In his great concert film and return to triumph Live on the Sunset Strip, Richard Pryor observed, “Women like sex just as much as we do… but they can be cool about it.” He meant it as a loving jab at men and their immaturity about sex, but the observation can too easily be turned around in a kind of misogynistic justification of adultery. Certainly any number of awful sex comedies have been made about the man whose wife won’t give it up, forcing him almost inevitably into the arms of another, more willing woman. But Catherine Breillat, whose À Ma Soeur! challenged our prejudices about pre-adolescent sexuality and brutally posited that rape might be better than first love, has decided to flop the standard script; in Romance, it is the man who withholds sex and the woman who finds herself wandering astray.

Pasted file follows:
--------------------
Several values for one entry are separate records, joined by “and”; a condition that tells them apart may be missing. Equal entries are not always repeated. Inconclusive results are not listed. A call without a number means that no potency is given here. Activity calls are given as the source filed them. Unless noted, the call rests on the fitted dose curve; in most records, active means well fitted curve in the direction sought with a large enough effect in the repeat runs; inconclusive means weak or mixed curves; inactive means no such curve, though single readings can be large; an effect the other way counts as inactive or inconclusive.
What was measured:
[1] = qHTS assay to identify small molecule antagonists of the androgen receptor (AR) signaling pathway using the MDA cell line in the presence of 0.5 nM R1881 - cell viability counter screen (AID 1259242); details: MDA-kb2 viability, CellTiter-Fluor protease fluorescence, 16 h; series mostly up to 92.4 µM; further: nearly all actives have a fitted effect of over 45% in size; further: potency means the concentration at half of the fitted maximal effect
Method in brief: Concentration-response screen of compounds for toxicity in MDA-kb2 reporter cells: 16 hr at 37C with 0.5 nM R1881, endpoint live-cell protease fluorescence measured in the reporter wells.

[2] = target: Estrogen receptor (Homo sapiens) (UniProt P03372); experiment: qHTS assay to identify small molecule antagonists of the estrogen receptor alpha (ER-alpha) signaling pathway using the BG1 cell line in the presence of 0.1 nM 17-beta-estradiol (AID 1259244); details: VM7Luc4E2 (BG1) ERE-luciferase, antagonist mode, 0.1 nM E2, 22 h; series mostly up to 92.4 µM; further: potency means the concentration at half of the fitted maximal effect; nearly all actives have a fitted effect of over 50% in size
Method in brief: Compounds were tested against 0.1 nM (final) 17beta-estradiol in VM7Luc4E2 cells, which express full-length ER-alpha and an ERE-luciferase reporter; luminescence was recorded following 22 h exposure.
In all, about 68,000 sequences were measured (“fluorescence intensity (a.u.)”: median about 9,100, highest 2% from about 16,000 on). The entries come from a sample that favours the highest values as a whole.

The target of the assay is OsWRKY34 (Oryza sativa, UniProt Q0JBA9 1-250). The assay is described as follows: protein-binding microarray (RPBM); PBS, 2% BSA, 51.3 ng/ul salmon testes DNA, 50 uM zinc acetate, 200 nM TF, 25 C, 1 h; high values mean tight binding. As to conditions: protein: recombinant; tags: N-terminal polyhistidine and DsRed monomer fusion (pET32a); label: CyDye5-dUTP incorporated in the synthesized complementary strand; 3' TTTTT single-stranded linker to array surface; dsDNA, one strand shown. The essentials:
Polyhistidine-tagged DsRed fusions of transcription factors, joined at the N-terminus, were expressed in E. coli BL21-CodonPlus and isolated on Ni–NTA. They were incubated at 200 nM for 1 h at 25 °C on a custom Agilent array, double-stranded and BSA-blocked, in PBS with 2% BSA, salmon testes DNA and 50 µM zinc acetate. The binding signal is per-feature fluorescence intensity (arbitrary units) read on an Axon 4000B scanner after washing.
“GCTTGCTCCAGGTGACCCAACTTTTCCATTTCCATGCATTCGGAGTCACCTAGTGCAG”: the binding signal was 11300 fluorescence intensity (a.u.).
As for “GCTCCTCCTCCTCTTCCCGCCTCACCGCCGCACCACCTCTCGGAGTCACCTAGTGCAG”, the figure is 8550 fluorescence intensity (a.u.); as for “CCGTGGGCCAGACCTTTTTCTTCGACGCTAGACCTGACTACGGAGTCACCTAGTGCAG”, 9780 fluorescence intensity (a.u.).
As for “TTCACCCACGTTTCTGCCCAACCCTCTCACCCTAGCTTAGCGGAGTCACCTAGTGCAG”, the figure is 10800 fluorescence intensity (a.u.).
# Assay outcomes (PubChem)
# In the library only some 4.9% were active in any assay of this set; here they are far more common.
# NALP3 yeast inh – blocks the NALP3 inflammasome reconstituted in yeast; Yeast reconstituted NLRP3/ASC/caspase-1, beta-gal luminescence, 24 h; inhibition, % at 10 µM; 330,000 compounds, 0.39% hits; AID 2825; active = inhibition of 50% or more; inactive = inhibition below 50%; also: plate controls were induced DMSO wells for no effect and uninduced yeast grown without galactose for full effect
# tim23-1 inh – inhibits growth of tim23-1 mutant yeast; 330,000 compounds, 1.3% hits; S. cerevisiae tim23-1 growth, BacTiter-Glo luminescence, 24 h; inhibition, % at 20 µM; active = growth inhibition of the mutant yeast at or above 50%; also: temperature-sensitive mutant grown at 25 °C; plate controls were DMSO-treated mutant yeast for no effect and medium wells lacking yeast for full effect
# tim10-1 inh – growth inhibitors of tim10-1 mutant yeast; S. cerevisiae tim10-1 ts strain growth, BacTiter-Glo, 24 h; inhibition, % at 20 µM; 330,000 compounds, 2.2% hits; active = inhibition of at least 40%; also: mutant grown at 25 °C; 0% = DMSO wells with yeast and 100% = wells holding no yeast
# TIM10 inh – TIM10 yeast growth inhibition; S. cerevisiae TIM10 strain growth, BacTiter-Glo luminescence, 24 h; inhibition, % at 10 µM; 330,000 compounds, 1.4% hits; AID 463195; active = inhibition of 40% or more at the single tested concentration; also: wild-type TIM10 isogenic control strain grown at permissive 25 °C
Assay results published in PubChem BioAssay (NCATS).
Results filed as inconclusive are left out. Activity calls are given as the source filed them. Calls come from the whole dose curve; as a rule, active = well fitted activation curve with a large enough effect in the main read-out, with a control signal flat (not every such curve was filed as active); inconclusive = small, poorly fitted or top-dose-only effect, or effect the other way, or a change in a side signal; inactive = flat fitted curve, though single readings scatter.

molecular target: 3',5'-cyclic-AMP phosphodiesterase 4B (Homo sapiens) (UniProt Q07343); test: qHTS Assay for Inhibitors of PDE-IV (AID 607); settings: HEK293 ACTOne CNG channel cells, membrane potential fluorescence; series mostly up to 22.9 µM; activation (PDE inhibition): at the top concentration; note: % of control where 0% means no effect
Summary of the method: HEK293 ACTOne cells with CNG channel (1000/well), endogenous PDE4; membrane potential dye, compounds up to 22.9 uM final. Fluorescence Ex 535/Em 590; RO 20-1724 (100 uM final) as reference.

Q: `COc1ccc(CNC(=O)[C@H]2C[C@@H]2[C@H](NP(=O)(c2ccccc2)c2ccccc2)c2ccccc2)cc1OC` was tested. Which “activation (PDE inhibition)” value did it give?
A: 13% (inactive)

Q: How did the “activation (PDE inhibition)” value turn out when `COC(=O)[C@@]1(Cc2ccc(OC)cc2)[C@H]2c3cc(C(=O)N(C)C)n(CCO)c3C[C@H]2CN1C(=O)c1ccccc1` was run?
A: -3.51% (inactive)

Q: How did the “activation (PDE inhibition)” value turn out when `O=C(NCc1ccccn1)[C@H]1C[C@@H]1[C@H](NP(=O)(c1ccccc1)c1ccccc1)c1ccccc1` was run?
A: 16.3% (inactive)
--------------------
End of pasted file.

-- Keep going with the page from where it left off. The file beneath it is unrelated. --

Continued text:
Or does she? It’s hard to say whether the main character’s sexual adventures are real or in her head, but if she’s imagining them, she does so with the thoroughness of a pornographer. (Though I’m reminded of the nun in Hal Hartley’s Amateur who tries unsuccessfully to write porn; her editor admonishes her: “This isn’t porn — it’s poetry; don’t you deny it.”) It’s interesting how Breillat goes about filming the explicit stuff, as opposed to, say, Nagisa Oshima. She tends to be more interested in fetishes — everything from bondage to rape to gynecology to things that maybe have no name. In one scene, almost surely a fantasy, women’s lower halves stick out from hexagonal openings in a large pipe, skirts shoved up; men wander through the dark, smoky room and fuck them anonymously. In acknowledgement of one running theme of the film, they chat gleefully with one another about their cocks. The narrator, likewise, gives a running stream of commentary on cocks throughout the film, and indeed, it’s interesting to note that in almost all the scenes with any real sexual tension, the cock is given far more prominence than the vagina. Without reducing everything to one’s sex, it’s fascinating to see a female director giving a woman’s perspective on sex. It’s not surprising that the things Breillat and her main character find sexy, we find sexy; but by contrast, the things that men in the film find sexy are generally either cold or repugnant. (That includes the science of medicine, by the way.)